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Find Text Leading from Acrobat PDF

Ever have to recreate a document from an Acrobat PDF? You can find out most everything about the text by using the Object Inspector, except the leading. Well, here's a cheesy way to figure it out. Open the PDF in Illustrator (you just need one page). Release any and all clipping masks. Draw a guide at the baseline of the first line of text, and one on the line below. Now, Option-drag the first line to make a copy, and position it exactly next to the original first line at baseline. Then put a return anywhere in the copied line. Now adjust leading of the copied lines, so that the second line of copy rests on the baseline of the second line of the original. Now you know your leading.

Or you could buy expensive software to find the leading. Your choice.

Visit Mac Production Artist Tips and Scripts

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Greg Ledger

 
 

App.net Issues Passport iOS App

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App.net has released a free iOS app that lets those who install it log in to an existing account or sign up for a free-tier account without an invitation. The Passport app also enables searching for users to follow, following those you find, and updating account details, such as a photo or bio. Most importantly, perhaps, it provides a directory for other iOS apps that work with App.net, which the company describes as the app’s core feature.


By not including posting and messaging features in Passport, App.net continues to reinforce its promise that it won’t compete with the developers to which it’s providing services. As of this writing, the service is approaching 95,000 registered users on a slow but steady climb since it launched in August 2012. Account creation accelerated in February 2013 when it added the free tier, which required an invitation (see “App.net Adds Freemium Option,” 25 February 2013).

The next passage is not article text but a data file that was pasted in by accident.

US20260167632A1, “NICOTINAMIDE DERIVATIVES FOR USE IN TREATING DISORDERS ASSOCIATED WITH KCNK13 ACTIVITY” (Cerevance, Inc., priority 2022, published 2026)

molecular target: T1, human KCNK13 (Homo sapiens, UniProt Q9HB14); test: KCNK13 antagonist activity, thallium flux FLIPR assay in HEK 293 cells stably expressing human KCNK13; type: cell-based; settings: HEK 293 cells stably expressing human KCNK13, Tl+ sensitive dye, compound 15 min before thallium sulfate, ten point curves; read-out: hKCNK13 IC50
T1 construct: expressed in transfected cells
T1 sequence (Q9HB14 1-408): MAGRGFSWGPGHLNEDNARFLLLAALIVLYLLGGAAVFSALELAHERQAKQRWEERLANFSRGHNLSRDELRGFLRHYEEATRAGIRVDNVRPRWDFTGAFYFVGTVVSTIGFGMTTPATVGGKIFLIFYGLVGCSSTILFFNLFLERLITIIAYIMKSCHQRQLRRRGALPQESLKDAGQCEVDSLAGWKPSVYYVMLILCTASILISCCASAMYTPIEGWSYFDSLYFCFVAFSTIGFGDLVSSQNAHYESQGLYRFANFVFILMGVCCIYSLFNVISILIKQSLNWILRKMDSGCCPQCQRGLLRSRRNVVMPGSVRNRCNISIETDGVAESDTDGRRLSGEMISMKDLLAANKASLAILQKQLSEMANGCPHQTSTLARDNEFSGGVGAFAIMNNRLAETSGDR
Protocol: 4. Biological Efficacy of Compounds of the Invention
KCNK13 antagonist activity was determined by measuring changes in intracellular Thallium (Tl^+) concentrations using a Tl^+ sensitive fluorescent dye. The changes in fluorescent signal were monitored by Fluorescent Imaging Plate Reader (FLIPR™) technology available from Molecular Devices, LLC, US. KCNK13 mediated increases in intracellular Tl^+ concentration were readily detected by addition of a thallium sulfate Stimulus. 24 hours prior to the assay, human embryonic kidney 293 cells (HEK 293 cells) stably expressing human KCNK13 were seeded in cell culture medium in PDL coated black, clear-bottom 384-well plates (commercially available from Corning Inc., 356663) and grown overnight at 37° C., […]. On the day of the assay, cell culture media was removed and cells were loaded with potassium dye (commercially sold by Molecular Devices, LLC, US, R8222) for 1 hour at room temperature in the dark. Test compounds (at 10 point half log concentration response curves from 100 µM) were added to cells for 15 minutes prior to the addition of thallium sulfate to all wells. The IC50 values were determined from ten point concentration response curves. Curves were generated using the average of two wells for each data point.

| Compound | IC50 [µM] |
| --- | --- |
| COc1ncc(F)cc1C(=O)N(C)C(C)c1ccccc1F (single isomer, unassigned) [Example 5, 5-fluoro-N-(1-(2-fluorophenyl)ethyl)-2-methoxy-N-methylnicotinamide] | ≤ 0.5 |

Another way to get a free-tier account with App.net is to use this special link, provided to TidBITS by App.net. It’s limited to the first 1,500 people, and if you sign up for App.net using it, you’ll automatically follow the TidBITS account, which is yet another way to be updated with our headlines.

App.net is often described as a microblogging service like Twitter, and that is how most people use it today (see “New App.net Social Network Aspires Beyond Chat and Ads,” 28 August 2012). But the company’s goal is to create a robust cloud infrastructure that developers can build into their own apps. In previous updates, the still-in-alpha service has added file storage and private multi-party messaging. Some developers have used the messaging feature to create software that offers the equivalent of chat rooms, such as Pocket developer Steve Streza’s Project Amy, which integrates App.net messaging into Apple’s Messages app.

Along those lines, App.net has also added an authentication SDK, which will enable programmers to use App.net accounts as a way to connect their service with a user’s identity. In essence, Web sites can let you authenticate using your App.net credentials instead of setting up a separate account, much as can be done with Twitter, Facebook, Google, and others today. The other advantage of this kind of indirect authentication is that a Web site never gets your account information, only a user-revocable token that allows the site to perform certain kinds of operations on your behalf.

 

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